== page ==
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In the ideal two-introvert urban apartment, alone time would be built into the space. One would not have to be greeted at the door. One could slip in and enter the alone chamber.

It's not that you don't love each other. The problem is that a small apartment does not meet the introvert's needs for solitude, recharging and personal space.

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Call it The Cocoon, or perhaps The Nest. Such a space might have a branching entrance, so that as each person enters he or she branches off in her direction, toward a small, quiet, vibrant but serene space that is hers alone, where she stops to recollect herself and become oriented. It might be a space like a chambered nautilus.

There would be a common kitchen and common social space and if the apartment was for lovers there would be a common bed; but there would also be these tiny alcoves of personal space for spiritual renewal.

Some architecture student ought to do this as a project. Architect Christopher Alexander talks a little about this in his writing about how to situate houses to accommodate the needs of both introverts and extroverts. But more could be done, surely, with individual small-scale design.

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Since it's only been three months, perhaps you can go back to the way it was before you moved in together. You needn't see this as a failure. Rather, you might see it as a recognition, a celebration, of who you are. You are two people who are fully capable of loving each other, but you must meet your own needs first. The fact that you did not realize how urgent were your needs for solitude and personal space is not such a bad thing. Now you've learned something. Put it to use!

I do wonder at the continuing dominance of the heterosexual marriage pattern as the assumed form for two lovers who wish to be closer emotionally and share more resources and material survival activities. I suppose the model goes quite deep -- and we do not really have any others competing for our attention in the media space. Would that we had more widely publicized models.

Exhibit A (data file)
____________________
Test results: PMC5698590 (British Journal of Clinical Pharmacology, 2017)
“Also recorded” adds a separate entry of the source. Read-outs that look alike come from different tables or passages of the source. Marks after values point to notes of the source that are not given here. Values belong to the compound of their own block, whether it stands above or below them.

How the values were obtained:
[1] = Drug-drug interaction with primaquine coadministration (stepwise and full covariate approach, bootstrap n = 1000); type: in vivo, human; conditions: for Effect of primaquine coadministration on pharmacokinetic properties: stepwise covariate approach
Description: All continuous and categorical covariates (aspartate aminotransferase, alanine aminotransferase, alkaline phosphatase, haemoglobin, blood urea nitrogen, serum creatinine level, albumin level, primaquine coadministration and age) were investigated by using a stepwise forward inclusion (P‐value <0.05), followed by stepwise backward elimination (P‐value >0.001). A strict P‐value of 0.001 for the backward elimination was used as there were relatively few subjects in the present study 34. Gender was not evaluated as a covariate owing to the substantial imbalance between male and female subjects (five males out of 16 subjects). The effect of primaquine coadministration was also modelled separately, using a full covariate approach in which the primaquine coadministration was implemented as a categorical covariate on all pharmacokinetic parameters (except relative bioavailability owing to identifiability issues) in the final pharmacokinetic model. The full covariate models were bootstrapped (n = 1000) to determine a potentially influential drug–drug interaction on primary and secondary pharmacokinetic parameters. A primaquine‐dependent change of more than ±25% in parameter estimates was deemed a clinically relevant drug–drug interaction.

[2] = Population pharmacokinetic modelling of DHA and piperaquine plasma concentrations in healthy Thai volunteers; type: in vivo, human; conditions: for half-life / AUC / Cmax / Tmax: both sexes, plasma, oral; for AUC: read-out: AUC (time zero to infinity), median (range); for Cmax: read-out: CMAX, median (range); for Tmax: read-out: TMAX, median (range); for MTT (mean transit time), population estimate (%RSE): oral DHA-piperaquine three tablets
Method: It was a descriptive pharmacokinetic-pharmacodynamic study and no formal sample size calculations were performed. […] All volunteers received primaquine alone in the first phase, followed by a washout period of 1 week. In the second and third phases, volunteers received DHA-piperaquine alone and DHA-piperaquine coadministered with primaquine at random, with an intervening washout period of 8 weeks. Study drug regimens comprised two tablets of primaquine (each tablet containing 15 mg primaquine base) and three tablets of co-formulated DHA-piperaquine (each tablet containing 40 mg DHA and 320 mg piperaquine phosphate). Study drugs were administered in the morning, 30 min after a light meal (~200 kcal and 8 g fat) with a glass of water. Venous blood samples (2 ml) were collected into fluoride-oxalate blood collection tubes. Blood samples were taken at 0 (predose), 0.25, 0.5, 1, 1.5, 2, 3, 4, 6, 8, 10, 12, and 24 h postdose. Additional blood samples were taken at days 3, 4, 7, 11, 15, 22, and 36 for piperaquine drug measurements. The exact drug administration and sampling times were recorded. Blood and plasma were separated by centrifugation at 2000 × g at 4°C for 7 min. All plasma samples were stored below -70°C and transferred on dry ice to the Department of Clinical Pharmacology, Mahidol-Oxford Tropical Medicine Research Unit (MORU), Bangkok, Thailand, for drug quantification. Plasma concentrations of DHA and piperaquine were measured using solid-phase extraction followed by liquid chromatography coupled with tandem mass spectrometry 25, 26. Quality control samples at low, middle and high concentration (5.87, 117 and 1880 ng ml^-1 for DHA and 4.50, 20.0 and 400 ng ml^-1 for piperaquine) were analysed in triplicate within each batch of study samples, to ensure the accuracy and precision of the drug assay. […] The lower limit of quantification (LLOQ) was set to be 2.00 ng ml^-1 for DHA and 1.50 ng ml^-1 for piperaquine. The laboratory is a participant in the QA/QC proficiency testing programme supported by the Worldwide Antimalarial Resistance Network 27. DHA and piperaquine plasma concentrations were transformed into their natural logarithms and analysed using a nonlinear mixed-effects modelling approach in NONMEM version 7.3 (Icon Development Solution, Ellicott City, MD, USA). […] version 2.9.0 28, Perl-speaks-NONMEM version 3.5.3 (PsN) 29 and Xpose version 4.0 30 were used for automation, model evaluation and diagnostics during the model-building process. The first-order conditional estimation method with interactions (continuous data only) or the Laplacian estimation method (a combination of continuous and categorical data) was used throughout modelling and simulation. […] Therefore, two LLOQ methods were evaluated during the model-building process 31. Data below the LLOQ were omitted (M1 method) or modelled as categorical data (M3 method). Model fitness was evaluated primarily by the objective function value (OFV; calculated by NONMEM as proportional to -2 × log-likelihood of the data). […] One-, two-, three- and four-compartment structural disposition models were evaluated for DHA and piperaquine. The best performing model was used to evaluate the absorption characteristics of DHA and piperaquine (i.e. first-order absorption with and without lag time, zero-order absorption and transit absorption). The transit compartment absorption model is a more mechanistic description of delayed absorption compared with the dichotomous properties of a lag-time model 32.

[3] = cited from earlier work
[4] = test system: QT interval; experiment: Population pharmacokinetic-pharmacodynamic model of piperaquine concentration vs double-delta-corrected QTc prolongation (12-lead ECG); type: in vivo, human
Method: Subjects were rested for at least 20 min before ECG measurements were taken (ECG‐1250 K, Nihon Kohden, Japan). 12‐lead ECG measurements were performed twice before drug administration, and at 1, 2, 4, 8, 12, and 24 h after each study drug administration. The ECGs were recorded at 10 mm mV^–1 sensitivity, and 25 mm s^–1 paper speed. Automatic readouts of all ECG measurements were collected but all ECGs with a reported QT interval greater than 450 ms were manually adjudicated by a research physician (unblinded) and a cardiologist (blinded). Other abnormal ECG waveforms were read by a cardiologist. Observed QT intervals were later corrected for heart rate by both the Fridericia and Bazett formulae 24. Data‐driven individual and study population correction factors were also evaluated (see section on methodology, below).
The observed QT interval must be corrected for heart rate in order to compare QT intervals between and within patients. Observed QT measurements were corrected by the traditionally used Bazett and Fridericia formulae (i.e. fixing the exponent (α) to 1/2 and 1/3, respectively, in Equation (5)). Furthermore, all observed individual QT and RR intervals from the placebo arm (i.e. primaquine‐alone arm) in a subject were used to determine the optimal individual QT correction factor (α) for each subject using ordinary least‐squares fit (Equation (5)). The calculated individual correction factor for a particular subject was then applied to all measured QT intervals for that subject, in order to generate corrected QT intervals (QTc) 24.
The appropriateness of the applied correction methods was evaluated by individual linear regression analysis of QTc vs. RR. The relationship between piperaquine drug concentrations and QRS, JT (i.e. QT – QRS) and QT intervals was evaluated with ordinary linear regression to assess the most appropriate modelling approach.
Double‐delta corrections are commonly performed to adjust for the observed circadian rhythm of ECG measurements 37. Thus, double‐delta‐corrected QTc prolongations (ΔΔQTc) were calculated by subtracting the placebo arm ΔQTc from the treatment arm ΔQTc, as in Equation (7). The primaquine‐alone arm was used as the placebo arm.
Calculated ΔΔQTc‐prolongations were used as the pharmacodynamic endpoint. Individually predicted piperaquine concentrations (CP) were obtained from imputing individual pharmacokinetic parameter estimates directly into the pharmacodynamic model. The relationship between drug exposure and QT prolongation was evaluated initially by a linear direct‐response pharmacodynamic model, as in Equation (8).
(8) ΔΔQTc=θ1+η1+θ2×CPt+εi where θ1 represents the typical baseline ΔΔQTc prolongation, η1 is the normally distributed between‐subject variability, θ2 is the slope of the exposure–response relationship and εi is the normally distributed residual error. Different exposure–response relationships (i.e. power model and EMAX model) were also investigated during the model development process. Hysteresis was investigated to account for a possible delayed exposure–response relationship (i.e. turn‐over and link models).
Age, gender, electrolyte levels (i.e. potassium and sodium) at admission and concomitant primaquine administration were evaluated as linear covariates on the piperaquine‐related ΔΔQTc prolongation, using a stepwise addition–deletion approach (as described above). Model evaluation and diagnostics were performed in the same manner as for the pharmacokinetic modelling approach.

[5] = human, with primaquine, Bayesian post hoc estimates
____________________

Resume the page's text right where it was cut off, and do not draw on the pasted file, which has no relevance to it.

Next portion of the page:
We fall in love and then we move in together. We do not say, well, we fall in love and then we think very hard before changing or discarding our painstakingly devised roles and systems; we think carefully before we make any change that might put undue strain on us, or prevent us from meeting some of the needs we were meeting very easily and quite intuitively on our own. We just plunk down a deposit and get keys made.

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When we are on our own, before we move in together, we meet our needs for solitude and space in ways that are quite intuitive and natural. Ask yourself, what did I used to do to feel whole, complete, content? How did I ensure that I had what I need? How did I protect my much-needed space? Did I, for instance, occasionally not answer the phone or "hide out," or perhaps set up routines that kept me from having to interact with others more than is comfortable for me? Perhaps she used to walk around cursing, or she used to lie on her bed and be silent, and that was her way of getting over the hurts of the day so she could then come to you and be sweet and intelligent and charming.

You had some kind of balance; you had some kind of control. You were not emotionally naked in front of each other all the time. By moving in together you have stripped yourselves of the protections, the buffer zone that you had before.

One could go on. But my basic reaction is that you have moved into a situation that is nearly intolerable for both of you. There is no shame in realizing that this particular form of cohabitation does not meet your needs. You can still change this arrangement and remain lovers. I hope you do.


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Cary Tennis